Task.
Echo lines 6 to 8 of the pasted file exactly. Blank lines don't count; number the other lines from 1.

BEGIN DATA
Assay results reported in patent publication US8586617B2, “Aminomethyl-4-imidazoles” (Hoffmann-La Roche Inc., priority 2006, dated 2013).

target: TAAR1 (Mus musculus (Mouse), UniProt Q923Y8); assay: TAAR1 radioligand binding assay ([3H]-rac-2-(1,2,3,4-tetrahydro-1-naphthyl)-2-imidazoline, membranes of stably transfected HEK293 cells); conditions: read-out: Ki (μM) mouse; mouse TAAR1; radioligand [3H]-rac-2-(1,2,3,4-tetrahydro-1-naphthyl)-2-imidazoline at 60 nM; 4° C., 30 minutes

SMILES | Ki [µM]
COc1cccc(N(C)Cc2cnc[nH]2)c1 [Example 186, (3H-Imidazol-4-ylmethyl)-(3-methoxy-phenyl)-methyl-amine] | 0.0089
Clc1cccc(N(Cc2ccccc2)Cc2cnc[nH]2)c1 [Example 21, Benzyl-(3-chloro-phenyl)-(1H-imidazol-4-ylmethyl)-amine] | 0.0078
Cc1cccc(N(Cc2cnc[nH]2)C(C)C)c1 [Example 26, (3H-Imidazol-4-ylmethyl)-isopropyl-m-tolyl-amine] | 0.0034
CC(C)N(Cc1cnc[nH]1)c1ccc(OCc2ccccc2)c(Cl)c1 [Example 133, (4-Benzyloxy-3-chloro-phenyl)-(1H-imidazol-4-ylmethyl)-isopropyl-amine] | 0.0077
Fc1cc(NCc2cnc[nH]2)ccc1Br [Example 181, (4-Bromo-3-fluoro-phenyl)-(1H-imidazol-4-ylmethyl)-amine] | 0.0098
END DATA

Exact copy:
Cc1cccc(N(Cc2cnc[nH]2)C(C)C)c1 [Example 26, (3H-Imidazol-4-ylmethyl)-isopropyl-m-tolyl-amine] | 0.0034
CC(C)N(Cc1cnc[nH]1)c1ccc(OCc2ccccc2)c(Cl)c1 [Example 133, (4-Benzyloxy-3-chloro-phenyl)-(1H-imidazol-4-ylmethyl)-isopropyl-amine] | 0.0077
Fc1cc(NCc2cnc[nH]2)ccc1Br [Example 181, (4-Bromo-3-fluoro-phenyl)-(1H-imidazol-4-ylmethyl)-amine] | 0.0098